Pacquiao accepted the nomination of his political allies during the national assembly of the faction he leads in the ruling PDP-Laban Party, days after a rival faction nominated Duterte’s longtime aide, Sen. Christopher “Bong” Go, as its presidential candidate.
That faction nominated Duterte for vice president, a move that critics called a cynical ploy by Duterte to retain power.
Go declined the nomination, but the rift between the Pacquiao and Duterte factions has escalated.
“I am a fighter, and I will always be a fighter inside and outside the ring,” Pacquiao, 42, a senator, said in a live-streamed speech during the assembly. “I am accepting your nomination as candidate for president of the Republic of the Philippines.”
Pacquiao’s faction has not expressed support for Duterte’s vice-presidential bid. Duterte is prohibited by the constitution from running for a second six-year term as president.
One of the greatest boxers of all time and the only man to hold world titles in eight different divisions, Pacquiao did not comment about his 26-year professional career.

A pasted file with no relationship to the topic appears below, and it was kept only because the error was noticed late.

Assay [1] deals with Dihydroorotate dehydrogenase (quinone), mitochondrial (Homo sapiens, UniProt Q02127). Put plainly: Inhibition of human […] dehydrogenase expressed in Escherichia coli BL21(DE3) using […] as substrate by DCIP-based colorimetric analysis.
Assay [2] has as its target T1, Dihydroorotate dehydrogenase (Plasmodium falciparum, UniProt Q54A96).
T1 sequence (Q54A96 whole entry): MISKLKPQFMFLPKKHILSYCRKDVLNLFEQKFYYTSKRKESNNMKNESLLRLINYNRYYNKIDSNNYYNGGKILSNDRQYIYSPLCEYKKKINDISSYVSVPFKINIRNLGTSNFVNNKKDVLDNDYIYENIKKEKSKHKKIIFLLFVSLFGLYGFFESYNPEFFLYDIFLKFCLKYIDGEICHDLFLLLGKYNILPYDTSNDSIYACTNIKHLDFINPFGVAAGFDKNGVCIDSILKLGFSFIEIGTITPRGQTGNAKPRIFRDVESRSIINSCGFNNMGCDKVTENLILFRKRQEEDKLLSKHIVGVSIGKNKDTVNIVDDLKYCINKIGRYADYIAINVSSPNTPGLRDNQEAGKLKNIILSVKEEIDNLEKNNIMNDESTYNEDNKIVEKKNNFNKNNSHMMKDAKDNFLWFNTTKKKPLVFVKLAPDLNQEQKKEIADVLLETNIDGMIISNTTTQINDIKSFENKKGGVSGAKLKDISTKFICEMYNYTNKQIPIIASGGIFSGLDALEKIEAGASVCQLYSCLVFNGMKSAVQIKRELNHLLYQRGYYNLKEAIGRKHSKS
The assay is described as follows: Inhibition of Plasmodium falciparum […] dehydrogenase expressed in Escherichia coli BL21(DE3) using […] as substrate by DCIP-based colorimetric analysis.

Despite his popularity, Pacquiao trails the front-runners in opinion polls that have been topped consistently by Duterte’s daughter, Sara Duterte-Carpio.
In July, Pacquiao was voted out as PDP-Laban leader, weeks after challenging Duterte over his position on China and record on fighting corruption, but his ouster was rejected by his faction.
Pacquiao, once a close ally of Duterte, had said more than 10 billion pesos ($200 million) in pandemic aid intended for poor families was unaccounted for, adding this was just one discovery in his planned corruption investigation.
Duterte challenged Pacquiao to name corrupt government offices to prove the boxer was not just politicking ahead of the election.
Pacquiao countered by warning of jail for corrupt government officials: “Your time is up!”